Work Placement – Peer Assisted Learning Leader for 2nd Year Linguistics Module – UWE Bristol

What? PAL Leader (Peer Assisted Learning) for Foundations in linguistics: semantics and pragmatics & syntax module at UWE, Bristol (University of the West of England)

Why did you choose this place? I wanted to get some work experience in teaching/mentoring and this seemed like a good opportunity. I also liked the fact that it was linked with my course.

How did you find the application process? I don’t remember much of it which suggests that it was probably quite easy. There was an online application to be filled out and during the summer they checked my academic results to see if I didn’t fail the module I was supposed to be mentoring.

What do you do here? I mentor a group of 3-12 second year students (depending on how many show up) who are on the same course like me but one year below (I am in my final year). I run a session per week to help them to reduce the workload and answer any questions they might have about the module and the course as a whole. I need to prepare my sessions each week and write a schedule. In the past we’ve done some reading and now towards the end of the term we’re focusing more on essay preparation. My role is not to answer their questions straight away but rather redirecting them towards the whole group and make sure that everyone is involved.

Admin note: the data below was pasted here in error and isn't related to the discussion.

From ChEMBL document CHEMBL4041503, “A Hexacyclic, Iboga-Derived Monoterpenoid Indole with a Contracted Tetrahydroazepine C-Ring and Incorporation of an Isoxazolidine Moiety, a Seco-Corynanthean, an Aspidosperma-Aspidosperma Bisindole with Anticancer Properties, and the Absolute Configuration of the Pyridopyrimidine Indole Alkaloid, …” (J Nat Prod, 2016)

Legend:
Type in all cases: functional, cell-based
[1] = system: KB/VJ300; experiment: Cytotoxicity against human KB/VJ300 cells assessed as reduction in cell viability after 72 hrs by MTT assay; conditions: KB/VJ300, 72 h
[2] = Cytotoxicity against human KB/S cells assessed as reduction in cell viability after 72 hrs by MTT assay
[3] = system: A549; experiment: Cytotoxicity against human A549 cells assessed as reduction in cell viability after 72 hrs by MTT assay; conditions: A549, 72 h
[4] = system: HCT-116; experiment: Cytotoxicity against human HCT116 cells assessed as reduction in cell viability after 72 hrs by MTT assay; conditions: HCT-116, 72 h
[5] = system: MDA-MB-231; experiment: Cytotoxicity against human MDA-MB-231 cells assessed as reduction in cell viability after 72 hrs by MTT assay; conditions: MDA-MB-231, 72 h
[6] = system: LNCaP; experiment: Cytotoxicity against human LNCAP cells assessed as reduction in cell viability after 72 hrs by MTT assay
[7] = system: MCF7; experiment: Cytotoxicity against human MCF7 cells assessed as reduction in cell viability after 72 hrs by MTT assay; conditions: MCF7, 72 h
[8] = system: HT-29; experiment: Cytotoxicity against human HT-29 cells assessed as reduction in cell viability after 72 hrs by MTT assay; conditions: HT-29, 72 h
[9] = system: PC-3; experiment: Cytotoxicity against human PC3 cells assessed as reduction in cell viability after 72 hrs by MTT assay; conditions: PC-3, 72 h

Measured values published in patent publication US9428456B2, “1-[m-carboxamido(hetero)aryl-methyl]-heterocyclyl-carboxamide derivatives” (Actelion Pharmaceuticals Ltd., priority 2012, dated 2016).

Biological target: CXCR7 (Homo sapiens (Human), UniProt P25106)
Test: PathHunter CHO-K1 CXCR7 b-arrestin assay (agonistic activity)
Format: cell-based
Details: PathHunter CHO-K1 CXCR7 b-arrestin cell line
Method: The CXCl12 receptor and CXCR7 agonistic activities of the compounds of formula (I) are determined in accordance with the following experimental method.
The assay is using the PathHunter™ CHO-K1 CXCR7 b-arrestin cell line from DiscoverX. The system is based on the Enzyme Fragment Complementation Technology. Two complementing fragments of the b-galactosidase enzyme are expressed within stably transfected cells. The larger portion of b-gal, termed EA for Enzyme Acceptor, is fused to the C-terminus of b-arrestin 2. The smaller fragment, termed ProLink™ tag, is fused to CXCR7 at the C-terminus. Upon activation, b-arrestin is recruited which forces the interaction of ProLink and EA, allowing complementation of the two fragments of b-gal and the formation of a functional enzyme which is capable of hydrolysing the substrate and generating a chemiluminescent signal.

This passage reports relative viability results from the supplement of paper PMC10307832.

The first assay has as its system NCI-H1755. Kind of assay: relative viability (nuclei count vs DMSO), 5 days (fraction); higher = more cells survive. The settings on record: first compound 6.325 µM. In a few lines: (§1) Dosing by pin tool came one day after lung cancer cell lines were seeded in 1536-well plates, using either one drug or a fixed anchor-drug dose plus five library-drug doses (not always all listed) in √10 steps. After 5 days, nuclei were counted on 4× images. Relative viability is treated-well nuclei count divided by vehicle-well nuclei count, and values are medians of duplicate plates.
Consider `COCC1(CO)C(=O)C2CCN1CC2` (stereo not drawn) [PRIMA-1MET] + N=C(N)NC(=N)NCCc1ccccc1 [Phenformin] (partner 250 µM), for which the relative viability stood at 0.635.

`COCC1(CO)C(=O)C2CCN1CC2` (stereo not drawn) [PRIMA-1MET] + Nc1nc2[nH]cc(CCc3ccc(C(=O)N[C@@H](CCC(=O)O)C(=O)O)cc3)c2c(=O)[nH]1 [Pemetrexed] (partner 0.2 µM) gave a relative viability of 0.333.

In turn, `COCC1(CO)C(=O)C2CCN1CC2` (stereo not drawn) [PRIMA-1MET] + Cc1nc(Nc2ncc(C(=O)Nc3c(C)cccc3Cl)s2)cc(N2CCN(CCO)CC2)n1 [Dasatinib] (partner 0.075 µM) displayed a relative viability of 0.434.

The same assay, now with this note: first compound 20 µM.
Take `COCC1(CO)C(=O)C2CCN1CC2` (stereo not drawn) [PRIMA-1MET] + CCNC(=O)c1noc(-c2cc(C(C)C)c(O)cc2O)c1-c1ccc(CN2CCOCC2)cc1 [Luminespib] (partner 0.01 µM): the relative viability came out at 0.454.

The good things: I get paid for the session which is good because we were told that it is not paid in the rest of the UK. It really challenges me in terms of time management and coming up with new ideas what to do in the sessions. I really enjoy working with the students, it is fascinating to see how everyone has a different style and pace of learning, yet how they all want to pursue the academic goals. PAL has also taken the nervous feeling off me whether I will ever be able to stand up in front of a group of people and try to transmit some knowledge to them.

The bad things: I don’t get paid for the time I spend on planning the sessions, which is about 1-2 hours per week. Even though I mentioned it as a challenge, time management is crucial and sometimes I am wondering how I am going to cope with PAL and my deadlines at the same time towards the end of the academic year. The trainings sometimes seem to be too long.

Anything else we should know? PAL is a really good experience. Even though it is not about “normal” teaching it still involves working with students and preparing a lesson plan. Don’t be put off by the trainings and how formal it all looks; at the end of the day, you will learn how to mentor and enjoy your sessions at the same time in your own way, yet being backed up by the PAL office team.

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Manchester and Salford New Researchers Forum in Linguistics – Careers Panel